Comparison of accuracy, precision, and sensitivity in elemental assays of fish otoliths using the electron microprobe, proton-induced X-ray emission, and laser ablation inductively coupled plasma mass spectrometry

Steven E. Campana*, Simon R. Thorrold, Cynthia M. Jones, Detlef Günther, Mike Tubrett, Henry Longerich, Simon Jackson, Norman M. Halden, John M. Kalish, Philip Piccoli, Hèlène De Pontual, Hervé Troadec, Jacques Panfili, David H. Secor, Kenneth P. Severin, Soey H. Sie, Ronald Thresher, W. J. Teesdale, John L. Campbell

*Corresponding author for this work

    Research output: Contribution to journalArticlepeer-review

    130 Citations (Scopus)

    Abstract

    The elemental composition of fish otoliths is of considerable interest to those who wish to reconstruct temperature, migration, or environmental histories of individual fish based on assays of the otolith growth sequence. However, reported differences in otolith elemental composition among studies may be due in part to performance differences among four of the most popular instruments for targeted elemental analysis: wavelength-dispersive electron microprobe (WD-EM), energy-dispersive electron microprobe (ED-EM), proton-induced X-ray emission (PIXE), and laser ablation inductively coupled plasma mass spectrometry (LA-ICPMS). To rigorously compare the sensitivity, accuracy, and precision of these four analytical tools, the International Otolith Composition Experiment distributed blind-labelled real and artificial otoliths of known but varied elemental composition to eight laboratories for assay of 10 selected elements. No one instrument type was sensitive to each element, nor was any one instrument preferred for use in all assays. In general however, abundant elements such as Na and K could only be measured accurately with an electron microprobe, while the trace elements required PIXE or LA-ICPMS. Strontium could be measured with considerable accuracy and precision by WD-EM, PIXE, and LA-ICPMS. The presence of significant, and occasionally large, differences among laboratories suggests that comparisons among published studies should be made cautiously and only after appropriate calibration.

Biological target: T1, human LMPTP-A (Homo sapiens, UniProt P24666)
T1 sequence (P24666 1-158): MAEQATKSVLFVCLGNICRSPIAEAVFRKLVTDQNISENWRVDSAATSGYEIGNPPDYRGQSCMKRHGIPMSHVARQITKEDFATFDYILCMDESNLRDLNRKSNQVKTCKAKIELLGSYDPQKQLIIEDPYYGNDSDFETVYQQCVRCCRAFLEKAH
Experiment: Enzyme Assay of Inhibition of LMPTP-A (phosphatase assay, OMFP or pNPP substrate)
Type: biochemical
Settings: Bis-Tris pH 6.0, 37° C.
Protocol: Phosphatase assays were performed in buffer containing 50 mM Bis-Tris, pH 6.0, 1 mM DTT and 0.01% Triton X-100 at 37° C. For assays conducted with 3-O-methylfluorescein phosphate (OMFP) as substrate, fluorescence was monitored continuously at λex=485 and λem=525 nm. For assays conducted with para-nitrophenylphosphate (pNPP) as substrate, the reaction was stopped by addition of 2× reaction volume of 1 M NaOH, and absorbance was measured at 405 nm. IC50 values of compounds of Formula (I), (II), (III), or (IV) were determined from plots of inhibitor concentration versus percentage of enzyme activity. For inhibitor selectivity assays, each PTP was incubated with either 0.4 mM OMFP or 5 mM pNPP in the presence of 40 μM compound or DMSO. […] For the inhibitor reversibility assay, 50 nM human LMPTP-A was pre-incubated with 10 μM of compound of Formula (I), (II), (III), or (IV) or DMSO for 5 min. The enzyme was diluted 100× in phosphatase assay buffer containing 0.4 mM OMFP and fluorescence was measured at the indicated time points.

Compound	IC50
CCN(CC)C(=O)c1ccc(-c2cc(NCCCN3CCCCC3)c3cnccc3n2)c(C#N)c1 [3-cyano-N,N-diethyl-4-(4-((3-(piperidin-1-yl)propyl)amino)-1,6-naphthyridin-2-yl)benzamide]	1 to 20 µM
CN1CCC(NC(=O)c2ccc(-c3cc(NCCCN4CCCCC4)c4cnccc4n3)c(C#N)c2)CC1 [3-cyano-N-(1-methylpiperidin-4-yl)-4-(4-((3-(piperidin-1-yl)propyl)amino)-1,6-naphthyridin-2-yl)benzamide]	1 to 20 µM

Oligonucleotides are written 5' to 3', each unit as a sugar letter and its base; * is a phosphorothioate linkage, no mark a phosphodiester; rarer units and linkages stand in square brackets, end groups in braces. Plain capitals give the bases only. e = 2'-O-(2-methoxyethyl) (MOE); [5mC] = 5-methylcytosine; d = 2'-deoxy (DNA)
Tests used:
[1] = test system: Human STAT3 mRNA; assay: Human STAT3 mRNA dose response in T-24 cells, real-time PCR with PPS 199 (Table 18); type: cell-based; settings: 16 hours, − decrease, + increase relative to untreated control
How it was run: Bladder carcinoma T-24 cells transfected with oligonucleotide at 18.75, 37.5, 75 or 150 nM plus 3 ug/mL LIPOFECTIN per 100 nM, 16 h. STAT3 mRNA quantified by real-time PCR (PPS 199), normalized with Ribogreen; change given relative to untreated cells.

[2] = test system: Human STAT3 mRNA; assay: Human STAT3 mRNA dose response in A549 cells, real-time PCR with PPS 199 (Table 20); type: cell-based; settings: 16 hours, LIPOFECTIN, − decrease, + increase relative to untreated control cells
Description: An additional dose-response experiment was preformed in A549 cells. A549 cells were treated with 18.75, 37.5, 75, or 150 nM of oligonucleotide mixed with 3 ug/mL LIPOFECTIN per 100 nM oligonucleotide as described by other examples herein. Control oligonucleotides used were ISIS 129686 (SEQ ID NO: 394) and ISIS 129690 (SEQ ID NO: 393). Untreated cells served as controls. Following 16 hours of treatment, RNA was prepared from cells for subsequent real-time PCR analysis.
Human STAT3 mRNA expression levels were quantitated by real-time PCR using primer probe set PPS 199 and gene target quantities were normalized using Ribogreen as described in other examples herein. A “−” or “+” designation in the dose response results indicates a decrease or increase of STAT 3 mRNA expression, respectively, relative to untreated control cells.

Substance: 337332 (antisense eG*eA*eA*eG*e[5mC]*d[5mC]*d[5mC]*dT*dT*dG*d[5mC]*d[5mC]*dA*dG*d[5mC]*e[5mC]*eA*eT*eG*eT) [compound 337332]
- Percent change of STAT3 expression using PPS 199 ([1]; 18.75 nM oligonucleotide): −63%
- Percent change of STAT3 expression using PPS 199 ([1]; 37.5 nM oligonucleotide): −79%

Original languageEnglish
    Pages (from-to)2068-2079
    Number of pages12
    JournalCanadian Journal of Fisheries and Aquatic Sciences
    Volume54
    Issue number9
    Publication statusPublished - 1997

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